A Beautiful, Um, Friendship?


Review of Terror of the Autons (#55)

DVD Release Date: 10 May 11
Original Air Date: 02 - 23 Jan 1971
Doctor/Companion:   Three, Jo Grant, with Brigadier Lethbridge-Stewart
Stars:  Jon Pertwee, Katy Manning, with Nicholas Courtney
Preceding StoryInferno (Three, Liz Shaw, the Brigadier)
Succeeding StoryThe Mind of Evil (Three, Jo, the Brigadier)

How can you not love stories that you know in retrospect to be The Start of Something?  At the beginning of Three's second season, having been stranded on Earth sidekicking for UNIT for a year now, the Doctor needs a new "assistant" - and a new challenge.  Enter three new regulars:  Jo Grant, Capt. Mike Yates, and the Master.  I wonder if anyone at the time had any idea how big an impact their new villain would have...

This story is full of win. Not only do we get the aforementioned introductions (including the Master's hypnotic control of others, and his Tissue Compression Eliminator), but we get some key "rare appearances," too. For example, we have only seen another Time Lord or another TARDIS a couple of times before (in The Time Meddler and The War Games), and the Autons last appeared in Three's first adventure (Spearhead from Space). There's also lots more of the same things we've already come to love (e.g., the Brigadier and the Doctor snarking at each other with some glee).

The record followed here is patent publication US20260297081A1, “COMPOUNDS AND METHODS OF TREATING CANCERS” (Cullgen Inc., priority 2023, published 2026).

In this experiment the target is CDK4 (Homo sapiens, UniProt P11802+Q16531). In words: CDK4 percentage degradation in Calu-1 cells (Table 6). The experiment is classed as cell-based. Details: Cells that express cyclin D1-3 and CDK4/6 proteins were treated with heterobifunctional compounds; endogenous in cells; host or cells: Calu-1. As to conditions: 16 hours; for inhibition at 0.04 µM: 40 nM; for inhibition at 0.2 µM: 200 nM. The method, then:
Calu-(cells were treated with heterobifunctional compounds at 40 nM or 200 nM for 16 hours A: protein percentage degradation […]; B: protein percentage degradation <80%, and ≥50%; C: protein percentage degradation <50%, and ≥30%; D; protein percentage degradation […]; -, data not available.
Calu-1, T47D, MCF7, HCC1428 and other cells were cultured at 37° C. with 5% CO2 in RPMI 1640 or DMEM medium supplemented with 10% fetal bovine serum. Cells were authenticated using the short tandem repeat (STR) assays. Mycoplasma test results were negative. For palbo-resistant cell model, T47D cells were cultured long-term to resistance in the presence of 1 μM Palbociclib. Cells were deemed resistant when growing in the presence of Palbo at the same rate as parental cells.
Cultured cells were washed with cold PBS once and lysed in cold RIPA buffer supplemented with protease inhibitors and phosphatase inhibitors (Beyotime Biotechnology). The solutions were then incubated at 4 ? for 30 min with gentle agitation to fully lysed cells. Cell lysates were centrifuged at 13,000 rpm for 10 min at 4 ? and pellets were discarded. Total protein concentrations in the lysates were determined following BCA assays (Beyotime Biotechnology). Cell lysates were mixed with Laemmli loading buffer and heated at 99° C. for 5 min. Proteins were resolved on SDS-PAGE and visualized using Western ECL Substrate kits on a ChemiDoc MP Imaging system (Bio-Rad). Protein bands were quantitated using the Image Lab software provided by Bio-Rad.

It's Just Gunge


Review of The Rebel Flesh
Warning:  This review contains episode-specific spoilers and wild speculation about future episodes.

Derivative much?  It's been a long time since I saw a story so predictable; I knew the major plot points by the time last week's trailer was over.  Great:  some sort of it-could-be-human-except-it's-not-alive technology becomes self-aware and gets in a fight for its life with "real" humans.  ~yawn~

Not only does this echo countless science fiction/horror classics from Frankenstein to Blade Runner to Who's own Robots of Death (fear of the nearly-us-but-clearly-Other is deep-seated), the story is a ripoff of other, newer Who stories.  There are obvious parallels with stories as recent as The Waters of Mars and The Hungry Earth/Cold Blood, not to mention smatterings of The Doctor's Daughter, The Impossible Planet/The Satan Pit and just about every Auton or base-under-siege story ever made. And did anyone not see the "cliffhanger" coming from the instant the Doctor first touched the Flesh?  If that had been any more heavily telegraphed, viewers would've had to set up little cable offices in their living rooms (or wherever they watch their Who) to take the messages down.


Sexy Is As Sexy Does


Review of The Doctor's Wife
Warning:  This review contains episode-specific spoilers and wild speculation about future episodes.

Oh, me of little faith.

Even knowing Neil Gaiman's work both by reputation and by example (e.g., the rather dark novel American Gods), I still doubted the likely quality of the episode he had written once I learned some of the details.   Specifically, when the news of Episode 4's title came out, I groaned inwardly.  OK, sure, I was 99.9999% certain it was a red herring - nothing "new" and "notable" would be learned about the Doctor's personal history, and there was going to be some tricky way in which there was and yet wasn't an actual wife (spot on there) - but just the suggestion was enough to turn my stomach, especially since I knew there were going to be fans out there somewhere saying, "I knew it! Here's where we learn about River!"